Script for
Elements, Minerals and Rocks

This slideshow is designed for upper primary, but can be used with second and third.  It has students develop observation skills to help with identification.

Slide 1.

This is a picture of a quartz cluster. Tell students today is a lesson on the rock cycle.  They will learn that rocks and minerals give you clues on how they were created. 

The video shows how crystals grows over time.   The crystals are not quartz (they are alum), but basically show how the elements are combining to form a substance.  Most quartz precipitates out of solution whether in water or molten rock.

 Slide 2.  Introduce Key Concepts

       ·       Minerals are made of elements (We will look at the Periodic Table of the Elements

·       Minerals make up rocks.  (Some rocks have big minerals, but many you would need to look under a microscope (called a petrographic microscope)

·       Rocks are formed in three environments
     1. Igneous rocks need to be melted first; for younger students may want to use “fire rocks.”
     2. Sedimentary rocks are made of smaller pieces that are cemented together; they are usually associated with water.
     3. Metamorphic rocks need to be squished under heat and pressure by Mother Nature. (Older students: could use pressure by plate movements.)  Not hot enough to melt (or would be igneous).  Minerals are sometimes flat and shiny, so also can be called “Rhinestone rocks.”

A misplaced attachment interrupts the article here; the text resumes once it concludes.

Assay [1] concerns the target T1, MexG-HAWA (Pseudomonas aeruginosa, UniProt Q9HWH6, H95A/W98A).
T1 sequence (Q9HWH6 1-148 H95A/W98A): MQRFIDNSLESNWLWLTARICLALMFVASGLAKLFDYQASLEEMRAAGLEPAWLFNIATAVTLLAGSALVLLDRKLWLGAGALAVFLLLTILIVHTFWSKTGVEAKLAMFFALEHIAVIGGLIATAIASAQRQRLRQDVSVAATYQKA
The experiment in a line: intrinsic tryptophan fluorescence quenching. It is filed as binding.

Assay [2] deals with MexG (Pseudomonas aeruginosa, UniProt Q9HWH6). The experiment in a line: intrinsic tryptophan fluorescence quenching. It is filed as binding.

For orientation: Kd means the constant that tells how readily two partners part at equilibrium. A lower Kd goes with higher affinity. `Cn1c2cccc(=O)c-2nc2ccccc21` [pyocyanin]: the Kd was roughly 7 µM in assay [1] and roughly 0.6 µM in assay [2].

Slide 3.  The Periodic Table

     ·       All matter known on Earth is found on this chart.
Younger students ask, “Are you made of elements?  They may have to think about the question and even say “No.”  Ask them if they have water in their body? The components are water or H2O (many young students have heard that term) – hydrogen and oxygen.  Hydrogen’s symbol is H.  Ask students to find the number…. Which is 1.  Then ask them to guess what the symbol for oxygen is “O” and the number is 8. 

·       Ask students to look at the periodic table.  Do they see a pattern with the numbers?  Do they increase in one direction?  (Horizontal) It took scientists a long time to figure out the elements and put them in this order.

·       Older students may know that the atomic number represents the number of protons, which is unique for every element. This is a good opportunity to review Atomic number, Atomic weight (mass of all isotopes of an element), and Atomic symbol.

·       Some atomic symbols do not look anything like the names we use for the elements. This is because many of the scientific names for the elements are rooted in Latin and Greek

Slide 4.  Native Copper

·       Shows native copper and uses.  Tell the students copper can be found in an almost pure form in parts of the earth’s crust. Copper can also be found mixed with other elements. When it is found in an almost pure form it is referred to as native copper. Native copper is a native mineral. When a miner finds a gold or silver nugget, that nugget is also a native element. Native minerals are naturally occurring elements in their pure form.

·       Mining of copper is when you take rock that is enriched with the mineral and extract it mainly through crushing the rock and removing the mineral you want (either physical or chemical).  In the video from an Arizonia mine, students can get an idea of the mass amount of rock needed.